This web page serves as a resource about and for the Alameda County Ad Hoc Committee on UASI (Urban Areas Security Initiative) and emergency preparedness. It is managed by John Lindsay-Poland of American Friends Service Committee's Healing Justice Program, who is also a member of the Ad Hoc Committee, appointed by Supervisor Keith Carson.*
The committee was established by the Board of Supervisors in March 2018 in response to sustained community concerns about Urban Shield, which is funded in part by UASI grants from the Department of Homeland Security, and coordinated by the Alameda County Sheriff's Office. The Board decided that 2018 would be the last year the county would approve Urban Shield, as currently constituted, and asked the Ad Hoc Committee to make recommendations to the Board on the UASI-funded emergency preparedness training and exercise in 2019 and beyond.
The Ad Hoc Committee meets 9:00 - 11:30 a.m. on the following days:
Friday, Sept. 21, 1221 Oak St., Room 255, Oakland (agenda, audio, and materials here)
Thurs. October 4, 1221 Oak St., Room 255, Oakland (agenda, audio, and materials here)
Friday, October 19, at Fremont Public Library, 2400 Stevenson Blvd., Fremont, CA 94538 (agenda, audio, and materials here)
Monday, Nov. 5, Castro Valley Library, 3600 Norbridge Ave., Castro Valley, CA 94546
Monday, Nov. 19, Berkeley City Council chambers, 2134 MLK Way, Berkeley
Friday, Nov. 30, Alameda County Building, 1221 Oak St., Oakland
Friday, Dec. 14, Alameda County Building, 1221 Oak St., Oakland
You may write to members of the Ad Hoc Committee:
Erin Armstrong, chair (appointed by Sup. Miley): Erin.Armstrong@acgov.org
John Lindsay-Poland (appointed by Sup. Carson): jlindsay-Poland@afsc.org
Ana-Marie Jones (appointed by Sup. Chan): MsAMJones@gmail.com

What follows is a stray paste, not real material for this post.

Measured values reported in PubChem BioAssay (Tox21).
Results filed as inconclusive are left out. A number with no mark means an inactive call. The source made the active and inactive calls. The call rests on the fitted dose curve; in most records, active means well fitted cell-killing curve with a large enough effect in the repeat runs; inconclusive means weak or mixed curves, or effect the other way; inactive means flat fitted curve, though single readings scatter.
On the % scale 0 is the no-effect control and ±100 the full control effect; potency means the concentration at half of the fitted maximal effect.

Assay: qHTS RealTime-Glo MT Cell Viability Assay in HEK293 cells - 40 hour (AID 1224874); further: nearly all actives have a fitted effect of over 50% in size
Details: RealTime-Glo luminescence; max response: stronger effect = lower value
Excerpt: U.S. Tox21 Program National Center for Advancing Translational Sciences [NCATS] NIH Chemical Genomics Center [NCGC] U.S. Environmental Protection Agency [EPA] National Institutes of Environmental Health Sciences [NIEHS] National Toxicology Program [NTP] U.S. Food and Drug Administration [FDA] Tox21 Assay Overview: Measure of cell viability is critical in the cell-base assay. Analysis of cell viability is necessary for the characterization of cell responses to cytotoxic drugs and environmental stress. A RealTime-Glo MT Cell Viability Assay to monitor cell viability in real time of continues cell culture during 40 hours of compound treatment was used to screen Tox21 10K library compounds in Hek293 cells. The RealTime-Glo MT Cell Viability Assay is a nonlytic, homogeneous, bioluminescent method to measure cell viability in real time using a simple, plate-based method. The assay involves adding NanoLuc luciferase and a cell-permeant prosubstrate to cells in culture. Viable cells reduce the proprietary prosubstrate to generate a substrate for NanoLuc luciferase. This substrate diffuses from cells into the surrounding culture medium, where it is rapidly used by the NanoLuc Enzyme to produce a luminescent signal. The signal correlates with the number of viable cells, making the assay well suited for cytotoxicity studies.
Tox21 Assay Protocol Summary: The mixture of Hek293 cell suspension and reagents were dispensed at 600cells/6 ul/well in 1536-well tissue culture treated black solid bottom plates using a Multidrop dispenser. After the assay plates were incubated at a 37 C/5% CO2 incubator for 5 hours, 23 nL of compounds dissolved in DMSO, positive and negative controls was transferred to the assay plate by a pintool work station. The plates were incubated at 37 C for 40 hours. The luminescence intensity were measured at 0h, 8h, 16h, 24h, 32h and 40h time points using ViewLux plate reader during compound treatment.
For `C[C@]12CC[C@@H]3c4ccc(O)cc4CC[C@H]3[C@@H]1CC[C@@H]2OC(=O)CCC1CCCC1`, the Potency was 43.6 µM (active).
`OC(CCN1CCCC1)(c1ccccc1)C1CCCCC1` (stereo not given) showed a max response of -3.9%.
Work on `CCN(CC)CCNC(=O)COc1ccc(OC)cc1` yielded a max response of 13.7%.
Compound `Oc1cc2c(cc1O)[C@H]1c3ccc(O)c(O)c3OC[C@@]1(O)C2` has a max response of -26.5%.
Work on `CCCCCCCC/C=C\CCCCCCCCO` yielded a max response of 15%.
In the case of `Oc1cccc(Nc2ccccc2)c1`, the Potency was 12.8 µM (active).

Lieutenant Matthew Snelson (appointed by Sup. Haggerty): MSnelson@fremont.gov
Cinthya Muñoz Ramos (appointed by Sup. Valle): firstname.lastname@example.org
Blog post on first Ad Hoc Committee meeting
Urban Shield and Alameda County’s ‘Ad Hoc Committee’: What is at stake
While Alameda County funds most of the staffing for the Urban Shield exercise through the Alameda County Sheriff’s Office salaries, the Sheriff’s Office also receives an Urban Areas Security Initiative (UASI) annual federal grant for $5.5 million, of which $1.7 million supports Urban Shield. On October 4, the Ad Hoc Committee on UASI heard a presentation by Bay Area UASI staff that made clear the bureaucratic obstacles to implementing the Board of Supervisors’ decision to end Urban Shield “as currently constituted” after 2018. Continue reading.
Relevant materials, with hyperlinks to documents:
Alameda County Actions on Urban Shield
- Recommendations considered by the 2017 AlCo Urban Shield Task Force, from its February 2018 report
- Alameda County Board of Supervisors minutes, March 27, 2018 (see Urban Shield decision on p. 15)
- Transcript of AlCo Board of Supervisors discussion of Urban Shield, March 27, 2018
- Alameda County Contracts Involving UASI Funds (letter to San Francisco City Attorney, October 22, 2018)
- Official establishment of Ad Hoc Committee on Urban Shield, September 2018
- Budget for 2017 Urban Shield (UASI funds only)
- Budget for 2018 Urban Shield (UASI funds only)
- AlCo Sheriff proposal to BAUASI for FY18 Regional Training & Exercise Program, approved by BAUASI approval authority in January 2018, for training and exercise in 2019.
- 2015 MOU between BAUASI and Alameda County for the training and exercise program
- BAUASI Project Proposal Guidance for FY2018. This guidance shows both the requirement that funded projects have a "nexus to terrorism," as well as the authority to fund other preparedness activities that have a "dual use quality." See highlighted text on pp. 3 and 8, and the Priority Capability Objectives in Section 12.
- BAUASI Regional Training and Exercise 2017 annual report
- Alameda County Emergency Operations Plan, Dec. 2012. P. 25 of this plan identifies and analyzes hazards in Alameda County according to their probability and effect, ranking earthquake, flood/storm, wildland fire, landslide/mudslide, civil disturbance, and liquefaction all as more serious disaster risks than "terrorism."
Urban Shield is closed to the public. So what does it look like?:
- Video of Urban Shield 2018
- Stop Urban Shield Report Card on Urban Shield in 2017
- Notes from the Last Urban Shield as We Know It, Tracy Rosenberg, The Medium, Oct. 22, 2018
Some press coverage of Urban Shield:
"Last Urban Shield in current format is being held this weekend," San Francisco Chronicle, Sept. 6, 2018
"Urban Shield Practice at Point Included Gunfire," Alameda Sun, Sept. 13, 2018
"Guns Versus Birds at the Point," East Bay Express, Oct. 31, 2018
* This web page is not an official page of the committee or of Supervisor Carson.